As usual, I shot this match on staff day (Friday) and worked Saturday and Sunday. (This year, I was working chrono, which will be the topic of future posts and podcasts, but we’ll leave that for another day.)
Coming into this match, I wasn’t feeling particularly trained up. I’d only shot about 5,000 rounds all year, and had no consistent dry fire schedule. To be honest, it was hard to summon the motivation to work hard at a sport that I saw as going so badly off the rails as the year went on. Since announcing my run for Area 6 Director, the motivation to practice has returned because it feels like there will hopefully be a future for the sport worth investing time in.
I was able to dry fire four times a week for two weeks leading up to the match, but even that was barely enough to get some basic gun handling smoothed out. It certainly didn’t hurt, and I shot as well as I could have hoped given everything.
I still have a fondness for Production and hope it can one day be a popular division again with some changes to the rules, but the writing was on the wall where the competition was at this match. Rather than excel in a relatively uncompetitive division, I committed to shooting this match in Carry Optics. So far, just putting a dot on an EGW dovetail mount on a Stock 2 has worked well and nothing has come loose, making this as close to a “stock” CO gun as it can be, no milling of the slide required.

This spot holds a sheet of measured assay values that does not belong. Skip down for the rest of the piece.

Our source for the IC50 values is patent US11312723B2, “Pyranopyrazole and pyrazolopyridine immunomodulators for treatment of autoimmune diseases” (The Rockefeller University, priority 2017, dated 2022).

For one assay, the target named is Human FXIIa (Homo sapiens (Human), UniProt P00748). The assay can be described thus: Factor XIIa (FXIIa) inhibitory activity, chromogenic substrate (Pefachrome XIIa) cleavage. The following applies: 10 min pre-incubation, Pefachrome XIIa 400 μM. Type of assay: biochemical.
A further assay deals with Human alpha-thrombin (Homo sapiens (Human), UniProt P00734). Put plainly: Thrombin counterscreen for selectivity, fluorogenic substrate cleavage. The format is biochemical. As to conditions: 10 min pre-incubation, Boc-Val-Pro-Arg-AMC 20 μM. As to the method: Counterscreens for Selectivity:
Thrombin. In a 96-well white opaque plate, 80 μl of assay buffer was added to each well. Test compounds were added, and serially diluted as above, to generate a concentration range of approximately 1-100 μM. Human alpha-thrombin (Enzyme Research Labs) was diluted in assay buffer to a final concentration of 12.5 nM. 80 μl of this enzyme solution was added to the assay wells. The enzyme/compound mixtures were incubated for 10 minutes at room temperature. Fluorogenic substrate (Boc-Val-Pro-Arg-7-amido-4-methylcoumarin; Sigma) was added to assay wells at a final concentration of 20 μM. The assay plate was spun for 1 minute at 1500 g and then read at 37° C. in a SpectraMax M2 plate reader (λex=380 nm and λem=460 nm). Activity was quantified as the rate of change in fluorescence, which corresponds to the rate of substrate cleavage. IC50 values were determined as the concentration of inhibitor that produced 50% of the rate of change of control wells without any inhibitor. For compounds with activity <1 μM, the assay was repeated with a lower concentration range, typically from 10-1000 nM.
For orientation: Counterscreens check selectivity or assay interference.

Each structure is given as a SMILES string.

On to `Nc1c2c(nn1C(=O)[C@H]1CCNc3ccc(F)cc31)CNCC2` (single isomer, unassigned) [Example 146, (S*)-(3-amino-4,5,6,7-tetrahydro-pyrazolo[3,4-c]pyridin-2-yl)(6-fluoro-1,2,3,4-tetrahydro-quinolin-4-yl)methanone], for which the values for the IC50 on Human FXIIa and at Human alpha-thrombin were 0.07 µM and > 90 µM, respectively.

I did have some issues leading up to the match with flat point and truncated cone bullets feeding out of the extended magazines with the Grams followers, but switching to round nose Blue Bullets cured that, and I honestly didn’t think about it once all match, and the gear ran without issue.
My magazines are a mix of Henning +3 and +6 basepads. I find the +3 basepads, which he makes for IPSC Standard, are faster and more consistent to reload (especially given my years of Production muscle memory), so I reloaded to them whenever I could. There were two stages at this match that I reloaded to the 23 rounder, but only when I needed the rounds and had a longer distance to move while doing it (stages 2 and 9).
Our first stage of the day. Normally I would be first on the first stage, but I had just gotten off two hours of running chrono for all the staff before the shooting started and needed a break to get into the mindset of shooting. This was a 20 round stage with all open targets not that far away, so the 6 charlies are a bit much. I decided not to take the shortcut from the middle position to the end as most shooters did, thinking I could shoot on the move out of that position and coming into the next one, but my run ended up about two seconds off the pace. It would probably have been faster just to hammer the close targets and then haul ass. One of the themes of this match is that my movement when not shooting is leisurely at best, which is definitely something for me to work on if I want to keep up in a fast division with very little time spent reloading.